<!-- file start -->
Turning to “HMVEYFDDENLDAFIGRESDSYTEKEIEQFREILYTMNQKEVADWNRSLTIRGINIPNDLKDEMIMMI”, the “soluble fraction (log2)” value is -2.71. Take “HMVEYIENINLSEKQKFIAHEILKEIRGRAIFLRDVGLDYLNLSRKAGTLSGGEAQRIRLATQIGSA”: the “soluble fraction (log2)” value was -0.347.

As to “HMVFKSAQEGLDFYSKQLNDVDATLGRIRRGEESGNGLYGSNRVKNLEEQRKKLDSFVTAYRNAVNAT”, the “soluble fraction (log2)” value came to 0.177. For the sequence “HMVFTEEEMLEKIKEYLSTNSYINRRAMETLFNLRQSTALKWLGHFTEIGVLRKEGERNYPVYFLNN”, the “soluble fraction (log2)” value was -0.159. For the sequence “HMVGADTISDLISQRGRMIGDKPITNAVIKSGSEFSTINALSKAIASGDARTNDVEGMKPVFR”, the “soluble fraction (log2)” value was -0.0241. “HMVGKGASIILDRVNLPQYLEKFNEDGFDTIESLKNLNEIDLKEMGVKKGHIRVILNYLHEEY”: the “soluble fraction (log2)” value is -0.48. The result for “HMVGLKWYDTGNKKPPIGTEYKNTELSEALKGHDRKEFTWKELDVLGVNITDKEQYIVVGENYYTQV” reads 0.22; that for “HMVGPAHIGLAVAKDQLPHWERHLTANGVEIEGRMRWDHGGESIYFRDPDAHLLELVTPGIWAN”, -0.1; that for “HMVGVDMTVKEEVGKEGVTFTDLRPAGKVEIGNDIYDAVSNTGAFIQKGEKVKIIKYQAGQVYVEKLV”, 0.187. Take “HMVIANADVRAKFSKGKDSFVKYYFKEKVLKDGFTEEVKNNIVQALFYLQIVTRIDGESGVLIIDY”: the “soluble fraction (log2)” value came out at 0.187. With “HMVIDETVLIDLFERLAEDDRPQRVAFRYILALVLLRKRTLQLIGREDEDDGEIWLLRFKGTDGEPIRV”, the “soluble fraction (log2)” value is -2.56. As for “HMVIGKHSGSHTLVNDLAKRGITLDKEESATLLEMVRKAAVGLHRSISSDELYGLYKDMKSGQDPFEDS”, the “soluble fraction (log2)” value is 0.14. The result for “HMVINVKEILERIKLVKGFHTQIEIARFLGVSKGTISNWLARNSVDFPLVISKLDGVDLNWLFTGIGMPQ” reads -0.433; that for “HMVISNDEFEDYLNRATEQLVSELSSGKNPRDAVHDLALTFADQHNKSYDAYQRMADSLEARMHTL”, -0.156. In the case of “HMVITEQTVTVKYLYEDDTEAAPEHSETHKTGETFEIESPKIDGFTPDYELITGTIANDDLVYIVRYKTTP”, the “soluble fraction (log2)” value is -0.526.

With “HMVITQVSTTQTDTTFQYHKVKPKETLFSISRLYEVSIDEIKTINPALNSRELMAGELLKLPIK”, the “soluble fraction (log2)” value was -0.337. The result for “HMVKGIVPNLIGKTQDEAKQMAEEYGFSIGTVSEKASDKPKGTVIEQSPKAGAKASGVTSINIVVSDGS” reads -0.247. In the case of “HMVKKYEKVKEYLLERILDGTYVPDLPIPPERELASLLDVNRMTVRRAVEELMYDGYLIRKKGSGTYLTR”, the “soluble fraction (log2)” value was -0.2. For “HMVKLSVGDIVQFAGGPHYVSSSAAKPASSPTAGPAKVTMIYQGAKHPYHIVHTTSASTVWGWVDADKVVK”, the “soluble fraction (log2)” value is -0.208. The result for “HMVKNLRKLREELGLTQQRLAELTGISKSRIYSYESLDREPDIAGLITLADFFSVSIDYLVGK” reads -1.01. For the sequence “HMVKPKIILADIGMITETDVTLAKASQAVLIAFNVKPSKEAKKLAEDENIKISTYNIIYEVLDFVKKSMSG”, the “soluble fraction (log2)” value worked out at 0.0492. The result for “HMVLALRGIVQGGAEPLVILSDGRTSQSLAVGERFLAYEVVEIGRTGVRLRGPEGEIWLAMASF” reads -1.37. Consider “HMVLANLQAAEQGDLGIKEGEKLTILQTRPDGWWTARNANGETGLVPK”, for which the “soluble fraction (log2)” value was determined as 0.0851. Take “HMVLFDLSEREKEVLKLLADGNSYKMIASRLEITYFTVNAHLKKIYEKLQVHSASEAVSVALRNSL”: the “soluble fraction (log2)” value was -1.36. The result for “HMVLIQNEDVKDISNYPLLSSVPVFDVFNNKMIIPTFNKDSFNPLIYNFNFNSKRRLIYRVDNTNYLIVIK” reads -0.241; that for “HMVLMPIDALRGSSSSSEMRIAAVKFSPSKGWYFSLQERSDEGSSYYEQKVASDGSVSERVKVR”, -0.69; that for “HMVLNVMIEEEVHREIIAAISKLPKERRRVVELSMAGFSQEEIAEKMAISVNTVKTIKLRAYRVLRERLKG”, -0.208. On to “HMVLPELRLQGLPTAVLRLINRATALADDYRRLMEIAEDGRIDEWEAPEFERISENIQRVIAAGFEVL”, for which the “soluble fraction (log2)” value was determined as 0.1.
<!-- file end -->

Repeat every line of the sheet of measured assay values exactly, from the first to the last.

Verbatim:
Turning to “HMVEYFDDENLDAFIGRESDSYTEKEIEQFREILYTMNQKEVADWNRSLTIRGINIPNDLKDEMIMMI”, the “soluble fraction (log2)” value is -2.71. Take “HMVEYIENINLSEKQKFIAHEILKEIRGRAIFLRDVGLDYLNLSRKAGTLSGGEAQRIRLATQIGSA”: the “soluble fraction (log2)” value was -0.347.

As to “HMVFKSAQEGLDFYSKQLNDVDATLGRIRRGEESGNGLYGSNRVKNLEEQRKKLDSFVTAYRNAVNAT”, the “soluble fraction (log2)” value came to 0.177. For the sequence “HMVFTEEEMLEKIKEYLSTNSYINRRAMETLFNLRQSTALKWLGHFTEIGVLRKEGERNYPVYFLNN”, the “soluble fraction (log2)” value was -0.159. For the sequence “HMVGADTISDLISQRGRMIGDKPITNAVIKSGSEFSTINALSKAIASGDARTNDVEGMKPVFR”, the “soluble fraction (log2)” value was -0.0241. “HMVGKGASIILDRVNLPQYLEKFNEDGFDTIESLKNLNEIDLKEMGVKKGHIRVILNYLHEEY”: the “soluble fraction (log2)” value is -0.48. The result for “HMVGLKWYDTGNKKPPIGTEYKNTELSEALKGHDRKEFTWKELDVLGVNITDKEQYIVVGENYYTQV” reads 0.22; that for “HMVGPAHIGLAVAKDQLPHWERHLTANGVEIEGRMRWDHGGESIYFRDPDAHLLELVTPGIWAN”, -0.1; that for “HMVGVDMTVKEEVGKEGVTFTDLRPAGKVEIGNDIYDAVSNTGAFIQKGEKVKIIKYQAGQVYVEKLV”, 0.187. Take “HMVIANADVRAKFSKGKDSFVKYYFKEKVLKDGFTEEVKNNIVQALFYLQIVTRIDGESGVLIIDY”: the “soluble fraction (log2)” value came out at 0.187. With “HMVIDETVLIDLFERLAEDDRPQRVAFRYILALVLLRKRTLQLIGREDEDDGEIWLLRFKGTDGEPIRV”, the “soluble fraction (log2)” value is -2.56. As for “HMVIGKHSGSHTLVNDLAKRGITLDKEESATLLEMVRKAAVGLHRSISSDELYGLYKDMKSGQDPFEDS”, the “soluble fraction (log2)” value is 0.14. The result for “HMVINVKEILERIKLVKGFHTQIEIARFLGVSKGTISNWLARNSVDFPLVISKLDGVDLNWLFTGIGMPQ” reads -0.433; that for “HMVISNDEFEDYLNRATEQLVSELSSGKNPRDAVHDLALTFADQHNKSYDAYQRMADSLEARMHTL”, -0.156. In the case of “HMVITEQTVTVKYLYEDDTEAAPEHSETHKTGETFEIESPKIDGFTPDYELITGTIANDDLVYIVRYKTTP”, the “soluble fraction (log2)” value is -0.526.

With “HMVITQVSTTQTDTTFQYHKVKPKETLFSISRLYEVSIDEIKTINPALNSRELMAGELLKLPIK”, the “soluble fraction (log2)” value was -0.337. The result for “HMVKGIVPNLIGKTQDEAKQMAEEYGFSIGTVSEKASDKPKGTVIEQSPKAGAKASGVTSINIVVSDGS” reads -0.247. In the case of “HMVKKYEKVKEYLLERILDGTYVPDLPIPPERELASLLDVNRMTVRRAVEELMYDGYLIRKKGSGTYLTR”, the “soluble fraction (log2)” value was -0.2. For “HMVKLSVGDIVQFAGGPHYVSSSAAKPASSPTAGPAKVTMIYQGAKHPYHIVHTTSASTVWGWVDADKVVK”, the “soluble fraction (log2)” value is -0.208. The result for “HMVKNLRKLREELGLTQQRLAELTGISKSRIYSYESLDREPDIAGLITLADFFSVSIDYLVGK” reads -1.01. For the sequence “HMVKPKIILADIGMITETDVTLAKASQAVLIAFNVKPSKEAKKLAEDENIKISTYNIIYEVLDFVKKSMSG”, the “soluble fraction (log2)” value worked out at 0.0492. The result for “HMVLALRGIVQGGAEPLVILSDGRTSQSLAVGERFLAYEVVEIGRTGVRLRGPEGEIWLAMASF” reads -1.37. Consider “HMVLANLQAAEQGDLGIKEGEKLTILQTRPDGWWTARNANGETGLVPK”, for which the “soluble fraction (log2)” value was determined as 0.0851. Take “HMVLFDLSEREKEVLKLLADGNSYKMIASRLEITYFTVNAHLKKIYEKLQVHSASEAVSVALRNSL”: the “soluble fraction (log2)” value was -1.36. The result for “HMVLIQNEDVKDISNYPLLSSVPVFDVFNNKMIIPTFNKDSFNPLIYNFNFNSKRRLIYRVDNTNYLIVIK” reads -0.241; that for “HMVLMPIDALRGSSSSSEMRIAAVKFSPSKGWYFSLQERSDEGSSYYEQKVASDGSVSERVKVR”, -0.69; that for “HMVLNVMIEEEVHREIIAAISKLPKERRRVVELSMAGFSQEEIAEKMAISVNTVKTIKLRAYRVLRERLKG”, -0.208. On to “HMVLPELRLQGLPTAVLRLINRATALADDYRRLMEIAEDGRIDEWEAPEFERISENIQRVIAAGFEVL”, for which the “soluble fraction (log2)” value was determined as 0.1.